A Queens Village man was arraigned Thursday on charges that he stole more than $200,000 in a real estate scam, using fraudulent documents to claim he was authorized to sell a Brooklyn property he didn’t own, authorities said.
Christopher Cable, 39, faces charges of grand larceny and three counts of criminal possession of a forged instrument.
His bail was set at $100,000 bond or $75,000 cash, and he is scheduled to appear in court on Monday.DataLI crime stats
Cable could face up to 15 years in prison on the top charge.
This is not the first time authorities say he was involved in such a crime: Cable and two others were sentenced to state prison Sept. 28 after pleading guilty to stealing the identity of a Manhattan property owner and accepting a $525,000 check for the sale of her brownstone at 79 W. 118th St.
Cable pleaded guilty to eight counts in the case, including grand larceny in the first degree. He was sentenced to three to nine years in state prison.
In the Nassau case, the DA’s office said Cable used forged documents at a real estate closing in Syosset, saying that he was the head of a corporation called New York RE LLC.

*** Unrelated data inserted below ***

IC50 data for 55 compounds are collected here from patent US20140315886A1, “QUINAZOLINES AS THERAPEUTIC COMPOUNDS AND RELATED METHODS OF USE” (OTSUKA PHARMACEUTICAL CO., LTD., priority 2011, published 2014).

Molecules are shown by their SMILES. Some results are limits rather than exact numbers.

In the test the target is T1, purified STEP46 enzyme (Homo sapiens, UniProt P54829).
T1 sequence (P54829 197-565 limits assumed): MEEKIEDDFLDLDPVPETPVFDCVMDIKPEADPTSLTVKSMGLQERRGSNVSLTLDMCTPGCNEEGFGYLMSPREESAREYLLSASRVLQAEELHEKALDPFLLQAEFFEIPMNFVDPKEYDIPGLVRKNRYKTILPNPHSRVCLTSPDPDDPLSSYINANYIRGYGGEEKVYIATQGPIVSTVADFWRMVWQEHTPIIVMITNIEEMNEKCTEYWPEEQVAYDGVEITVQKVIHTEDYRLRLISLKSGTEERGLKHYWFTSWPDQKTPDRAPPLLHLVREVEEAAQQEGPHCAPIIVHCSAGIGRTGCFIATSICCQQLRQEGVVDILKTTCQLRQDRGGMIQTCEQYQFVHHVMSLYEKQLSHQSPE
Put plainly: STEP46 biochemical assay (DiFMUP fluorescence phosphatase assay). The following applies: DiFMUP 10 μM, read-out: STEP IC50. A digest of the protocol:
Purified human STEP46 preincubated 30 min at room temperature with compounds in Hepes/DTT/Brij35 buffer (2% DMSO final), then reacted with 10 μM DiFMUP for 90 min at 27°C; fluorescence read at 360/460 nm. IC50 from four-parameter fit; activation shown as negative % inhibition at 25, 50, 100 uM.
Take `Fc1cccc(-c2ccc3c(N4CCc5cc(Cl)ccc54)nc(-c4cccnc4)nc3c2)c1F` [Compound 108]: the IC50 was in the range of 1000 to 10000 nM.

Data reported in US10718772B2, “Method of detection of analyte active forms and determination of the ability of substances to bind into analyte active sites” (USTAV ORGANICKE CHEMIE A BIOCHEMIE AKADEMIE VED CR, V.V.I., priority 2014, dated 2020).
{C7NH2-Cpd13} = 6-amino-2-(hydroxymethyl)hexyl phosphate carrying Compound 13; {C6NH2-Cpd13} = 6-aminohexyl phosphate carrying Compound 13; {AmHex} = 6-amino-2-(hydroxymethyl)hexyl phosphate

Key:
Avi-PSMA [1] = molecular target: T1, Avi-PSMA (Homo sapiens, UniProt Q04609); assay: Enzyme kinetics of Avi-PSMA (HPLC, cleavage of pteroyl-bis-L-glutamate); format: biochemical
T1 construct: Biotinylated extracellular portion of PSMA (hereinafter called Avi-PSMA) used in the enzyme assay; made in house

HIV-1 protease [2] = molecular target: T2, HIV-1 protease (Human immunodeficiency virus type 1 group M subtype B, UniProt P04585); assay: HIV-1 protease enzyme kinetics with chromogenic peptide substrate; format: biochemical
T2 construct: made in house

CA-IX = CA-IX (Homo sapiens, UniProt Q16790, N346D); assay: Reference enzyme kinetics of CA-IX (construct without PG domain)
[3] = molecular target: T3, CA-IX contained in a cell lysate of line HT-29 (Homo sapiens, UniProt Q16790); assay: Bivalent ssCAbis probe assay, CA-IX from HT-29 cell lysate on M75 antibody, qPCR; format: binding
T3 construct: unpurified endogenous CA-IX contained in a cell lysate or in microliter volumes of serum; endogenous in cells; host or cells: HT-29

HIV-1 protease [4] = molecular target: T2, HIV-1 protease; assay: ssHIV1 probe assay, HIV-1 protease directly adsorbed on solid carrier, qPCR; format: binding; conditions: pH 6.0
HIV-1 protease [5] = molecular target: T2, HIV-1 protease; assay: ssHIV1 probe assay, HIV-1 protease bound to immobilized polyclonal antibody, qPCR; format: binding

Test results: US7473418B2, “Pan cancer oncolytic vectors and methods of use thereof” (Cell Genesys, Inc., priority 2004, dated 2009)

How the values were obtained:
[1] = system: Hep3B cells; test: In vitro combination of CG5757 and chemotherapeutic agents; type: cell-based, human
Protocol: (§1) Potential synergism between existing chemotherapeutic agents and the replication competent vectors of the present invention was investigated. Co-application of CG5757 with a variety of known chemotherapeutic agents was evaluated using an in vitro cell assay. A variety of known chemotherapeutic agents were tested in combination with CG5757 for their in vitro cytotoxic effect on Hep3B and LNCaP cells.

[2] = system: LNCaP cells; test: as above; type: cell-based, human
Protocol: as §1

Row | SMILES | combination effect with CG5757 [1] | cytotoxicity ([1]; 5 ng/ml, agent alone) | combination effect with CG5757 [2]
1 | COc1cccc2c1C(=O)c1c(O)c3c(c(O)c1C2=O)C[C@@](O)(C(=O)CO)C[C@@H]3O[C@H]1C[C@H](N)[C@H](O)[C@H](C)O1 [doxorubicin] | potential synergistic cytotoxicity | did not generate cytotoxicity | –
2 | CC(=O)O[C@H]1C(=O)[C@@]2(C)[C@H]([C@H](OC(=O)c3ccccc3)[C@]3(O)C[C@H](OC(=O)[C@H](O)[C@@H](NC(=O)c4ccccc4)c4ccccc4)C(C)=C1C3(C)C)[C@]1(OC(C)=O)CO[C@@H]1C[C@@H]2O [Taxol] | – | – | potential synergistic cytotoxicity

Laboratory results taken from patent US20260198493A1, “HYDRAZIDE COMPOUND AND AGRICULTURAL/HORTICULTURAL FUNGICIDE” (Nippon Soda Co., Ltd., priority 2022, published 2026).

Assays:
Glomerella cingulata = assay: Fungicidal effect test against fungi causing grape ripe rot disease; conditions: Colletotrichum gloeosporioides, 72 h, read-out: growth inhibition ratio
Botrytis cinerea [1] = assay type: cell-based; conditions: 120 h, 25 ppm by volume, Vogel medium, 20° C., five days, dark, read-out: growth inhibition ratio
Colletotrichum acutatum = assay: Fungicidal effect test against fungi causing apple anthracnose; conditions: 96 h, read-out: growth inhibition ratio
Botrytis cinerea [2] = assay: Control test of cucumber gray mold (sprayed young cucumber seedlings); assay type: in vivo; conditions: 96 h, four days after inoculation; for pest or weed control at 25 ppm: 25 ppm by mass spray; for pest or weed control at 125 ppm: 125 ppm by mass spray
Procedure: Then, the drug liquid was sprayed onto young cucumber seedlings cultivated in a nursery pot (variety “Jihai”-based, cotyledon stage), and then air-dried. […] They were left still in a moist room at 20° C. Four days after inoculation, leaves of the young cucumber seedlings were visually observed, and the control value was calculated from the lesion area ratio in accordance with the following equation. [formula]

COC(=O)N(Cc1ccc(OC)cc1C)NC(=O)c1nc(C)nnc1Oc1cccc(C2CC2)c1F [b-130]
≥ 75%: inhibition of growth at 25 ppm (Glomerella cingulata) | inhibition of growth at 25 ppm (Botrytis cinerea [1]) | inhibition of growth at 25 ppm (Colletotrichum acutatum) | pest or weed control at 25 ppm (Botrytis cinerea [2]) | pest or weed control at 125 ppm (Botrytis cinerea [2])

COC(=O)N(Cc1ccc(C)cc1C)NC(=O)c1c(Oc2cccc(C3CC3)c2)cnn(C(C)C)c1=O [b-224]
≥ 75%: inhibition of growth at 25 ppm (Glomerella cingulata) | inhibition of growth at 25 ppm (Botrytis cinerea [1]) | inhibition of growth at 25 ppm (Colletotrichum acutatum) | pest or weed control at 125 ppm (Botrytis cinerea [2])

Officials say he falsely claimed legal authority to sell its property at 739 Hemlock Ave., Brooklyn, with a sale price of $225,000.
Authorities say Cable received $213,394.86 in proceeds, that he opened an account at Capital One Bank in Great Neck on April 2, 2014, using forged documents stating he was the company’s director. They said Cable then deposited $178,394 from the sale of the property into the account and began spending the money.
Commonwealth Land Title Insurance Company, which insured the closing, paid a $225,000 claim to the duped buyer.
“Real estate scams are always evolving and perpetrators are using new and inventive ways to defraud homeowners in Nassau County and around the state,” District Attorney Madeline Singas said. “I encourage anyone who thinks they have been a victim of a real estate crime to contact my office through our 24-hour tip line.”
In the earlier case, prosecuted by the Manhattan district attorney’s office, Cable and several others were accused of orchestrating a scheme targeting vacant, rundown properties not occupied by their owners.
Cable and his co-conspirators were accused of forging personal identification and real estate documents in order to steal the identity of the owner, hire a lawyer and sell the property. The profits were deposited into a fraudulently established bank account.
Assistant District Attorney Peter Mancuso of DA Singas’ Government and Consumer Frauds Bureau is prosecuting the case. Cable was represented Thursday in court by Legal Aid.